Common sports hand injuries. An overview of aetiology, management and prevention

Sports Med. 1993 Apr;15(4):281-9. doi: 10.2165/00007256-199315040-00005.

Abstract

Injuries to the hand are among the most common in all of sports. Appropriate care should include prompt diagnosis and treatment. Dislocations of the digits should be reduced promptly, particularly the carpometacarpal joint of the thumb. Volar dislocations of the proximal interphalangeal joint need to be splinted in full extension, and the more common dorsal dislocations in slight flexion. Collateral ligament injuries of the fingers respond well to initial immobilisation followed by early motion. Although ligament injuries to the thumb metacarpophalangeal joint may be treated closed, they generally respond better to operative management. This is true particularly for those occurring on the ulnar side which are at risk for soft tissue interposition. Metacarpal shaft fractures can usually be treated closed with acceptance of more significant deformity in the ulnar 2 shafts. Open reduction is reserved for multiple shaft fractures and deformity in the second and third metacarpals. Near-perfect alignment should be the goal in extra-articular fractures of the phalanges as well as fractures involving the articular surface. Closed tendon injuries occurring on the extensor side, i.e. mallet finger, may be treated with prolonged splinting if a congruous reduction can be achieved with closed reduction. Flexor side avulsions occurring most commonly in the ring finger also require prompt attention with the level of retraction of the tendon dictating the need for the immediacy of repair. Although often not initially debilitating, lack of recognition of hand injuries and improper treatment can lead to debilitating sequelae. Therefore, early recognition and diagnosis can easily avoid many of the pitfalls of care resulting in a less than optimal outcome.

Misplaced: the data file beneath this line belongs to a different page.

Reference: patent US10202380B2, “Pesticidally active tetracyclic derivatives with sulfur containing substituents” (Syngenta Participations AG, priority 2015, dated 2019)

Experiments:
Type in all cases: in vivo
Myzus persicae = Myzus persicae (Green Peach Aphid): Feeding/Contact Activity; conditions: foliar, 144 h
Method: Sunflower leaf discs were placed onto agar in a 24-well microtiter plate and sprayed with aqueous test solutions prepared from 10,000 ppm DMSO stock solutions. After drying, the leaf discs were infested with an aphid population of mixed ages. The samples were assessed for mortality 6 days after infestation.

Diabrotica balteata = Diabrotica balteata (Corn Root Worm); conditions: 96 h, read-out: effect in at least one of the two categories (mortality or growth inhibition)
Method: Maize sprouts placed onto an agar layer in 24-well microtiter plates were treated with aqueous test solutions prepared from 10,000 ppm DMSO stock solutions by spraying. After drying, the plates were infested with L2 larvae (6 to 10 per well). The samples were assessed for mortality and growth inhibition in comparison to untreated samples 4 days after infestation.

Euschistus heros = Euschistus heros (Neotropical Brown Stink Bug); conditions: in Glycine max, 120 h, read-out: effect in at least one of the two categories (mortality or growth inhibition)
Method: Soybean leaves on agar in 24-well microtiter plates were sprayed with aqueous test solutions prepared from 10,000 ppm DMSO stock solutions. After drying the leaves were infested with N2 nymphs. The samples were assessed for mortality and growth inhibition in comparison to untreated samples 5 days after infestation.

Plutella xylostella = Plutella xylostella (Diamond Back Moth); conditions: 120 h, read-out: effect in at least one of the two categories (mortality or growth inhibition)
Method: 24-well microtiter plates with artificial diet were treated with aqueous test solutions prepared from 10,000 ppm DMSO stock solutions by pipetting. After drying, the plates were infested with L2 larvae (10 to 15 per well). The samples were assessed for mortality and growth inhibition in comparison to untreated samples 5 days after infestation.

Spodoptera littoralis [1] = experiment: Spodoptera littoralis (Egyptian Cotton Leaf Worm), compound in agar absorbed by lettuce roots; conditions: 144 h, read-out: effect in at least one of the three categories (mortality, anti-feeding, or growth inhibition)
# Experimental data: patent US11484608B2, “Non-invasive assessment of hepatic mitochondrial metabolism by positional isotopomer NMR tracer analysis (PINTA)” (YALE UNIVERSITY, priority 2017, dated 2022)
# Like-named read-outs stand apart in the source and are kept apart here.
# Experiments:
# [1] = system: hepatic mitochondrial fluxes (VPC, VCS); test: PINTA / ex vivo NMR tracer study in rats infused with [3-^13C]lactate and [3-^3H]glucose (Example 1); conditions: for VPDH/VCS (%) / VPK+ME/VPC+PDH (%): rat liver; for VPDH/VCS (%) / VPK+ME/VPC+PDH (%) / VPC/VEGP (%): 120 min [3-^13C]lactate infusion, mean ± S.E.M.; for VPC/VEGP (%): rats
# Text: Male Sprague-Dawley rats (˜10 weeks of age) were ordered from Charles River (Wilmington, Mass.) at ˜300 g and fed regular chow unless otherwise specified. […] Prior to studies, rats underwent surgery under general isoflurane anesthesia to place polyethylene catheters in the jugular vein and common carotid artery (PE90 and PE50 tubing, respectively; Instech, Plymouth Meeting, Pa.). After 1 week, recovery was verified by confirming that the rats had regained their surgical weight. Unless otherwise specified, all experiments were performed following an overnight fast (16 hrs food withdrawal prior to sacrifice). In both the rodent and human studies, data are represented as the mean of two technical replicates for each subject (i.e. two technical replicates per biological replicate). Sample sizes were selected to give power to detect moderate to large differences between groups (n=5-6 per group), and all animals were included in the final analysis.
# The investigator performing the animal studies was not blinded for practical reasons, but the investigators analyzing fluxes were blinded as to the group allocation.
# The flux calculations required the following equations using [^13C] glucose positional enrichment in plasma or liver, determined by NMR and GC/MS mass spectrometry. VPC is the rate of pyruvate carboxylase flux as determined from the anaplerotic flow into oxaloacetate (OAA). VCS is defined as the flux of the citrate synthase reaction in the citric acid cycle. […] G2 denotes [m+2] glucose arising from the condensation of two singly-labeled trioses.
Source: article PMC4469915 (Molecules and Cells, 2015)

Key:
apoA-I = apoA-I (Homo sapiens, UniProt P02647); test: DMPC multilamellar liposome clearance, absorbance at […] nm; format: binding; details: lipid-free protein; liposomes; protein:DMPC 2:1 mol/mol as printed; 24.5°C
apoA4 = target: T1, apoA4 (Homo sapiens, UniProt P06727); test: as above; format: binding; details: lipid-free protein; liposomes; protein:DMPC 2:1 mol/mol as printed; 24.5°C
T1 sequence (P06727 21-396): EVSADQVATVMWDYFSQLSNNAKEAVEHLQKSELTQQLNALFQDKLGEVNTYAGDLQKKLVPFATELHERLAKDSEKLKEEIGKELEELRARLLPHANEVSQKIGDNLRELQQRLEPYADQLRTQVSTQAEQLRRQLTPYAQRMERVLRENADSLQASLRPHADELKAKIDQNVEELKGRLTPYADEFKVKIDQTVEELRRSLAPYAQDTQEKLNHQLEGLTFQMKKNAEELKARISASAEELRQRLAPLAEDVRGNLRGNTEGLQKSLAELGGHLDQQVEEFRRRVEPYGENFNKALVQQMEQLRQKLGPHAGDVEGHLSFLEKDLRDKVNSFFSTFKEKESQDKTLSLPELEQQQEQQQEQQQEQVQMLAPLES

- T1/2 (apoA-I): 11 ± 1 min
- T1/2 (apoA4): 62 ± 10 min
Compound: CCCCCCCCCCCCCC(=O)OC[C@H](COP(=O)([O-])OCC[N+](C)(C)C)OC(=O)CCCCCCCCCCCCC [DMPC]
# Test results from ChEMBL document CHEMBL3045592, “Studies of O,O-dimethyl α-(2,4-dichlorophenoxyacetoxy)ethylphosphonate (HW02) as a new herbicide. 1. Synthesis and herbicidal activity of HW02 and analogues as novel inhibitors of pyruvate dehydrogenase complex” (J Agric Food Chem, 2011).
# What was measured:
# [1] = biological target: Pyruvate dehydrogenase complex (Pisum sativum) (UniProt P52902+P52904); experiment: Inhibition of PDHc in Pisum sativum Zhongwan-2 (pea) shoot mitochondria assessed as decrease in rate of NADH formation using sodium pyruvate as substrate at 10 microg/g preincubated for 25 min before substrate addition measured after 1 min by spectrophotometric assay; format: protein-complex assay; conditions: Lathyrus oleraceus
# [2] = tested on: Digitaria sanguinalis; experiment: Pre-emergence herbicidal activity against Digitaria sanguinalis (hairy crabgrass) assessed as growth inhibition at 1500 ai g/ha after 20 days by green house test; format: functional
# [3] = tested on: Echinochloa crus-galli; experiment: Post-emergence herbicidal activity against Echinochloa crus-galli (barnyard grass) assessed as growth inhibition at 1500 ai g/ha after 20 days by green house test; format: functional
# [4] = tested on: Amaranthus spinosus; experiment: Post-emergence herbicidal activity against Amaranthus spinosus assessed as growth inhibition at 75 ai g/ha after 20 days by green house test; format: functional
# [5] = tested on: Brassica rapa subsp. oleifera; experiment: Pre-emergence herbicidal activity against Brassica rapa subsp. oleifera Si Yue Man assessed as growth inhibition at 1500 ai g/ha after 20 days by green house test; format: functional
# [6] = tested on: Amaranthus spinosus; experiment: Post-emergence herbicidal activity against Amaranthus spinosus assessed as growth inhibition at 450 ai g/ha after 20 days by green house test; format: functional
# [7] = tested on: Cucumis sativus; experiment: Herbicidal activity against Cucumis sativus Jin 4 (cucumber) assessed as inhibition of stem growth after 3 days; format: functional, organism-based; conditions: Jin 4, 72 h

Publication types

  • Review

MeSH terms

  • Athletic Injuries* / etiology
  • Athletic Injuries* / prevention & control
  • Athletic Injuries* / therapy
  • Finger Injuries / therapy
  • Fractures, Bone / therapy
  • Hand Injuries* / etiology
  • Hand Injuries* / prevention & control
  • Hand Injuries* / therapy
  • Humans
  • Joint Dislocations / therapy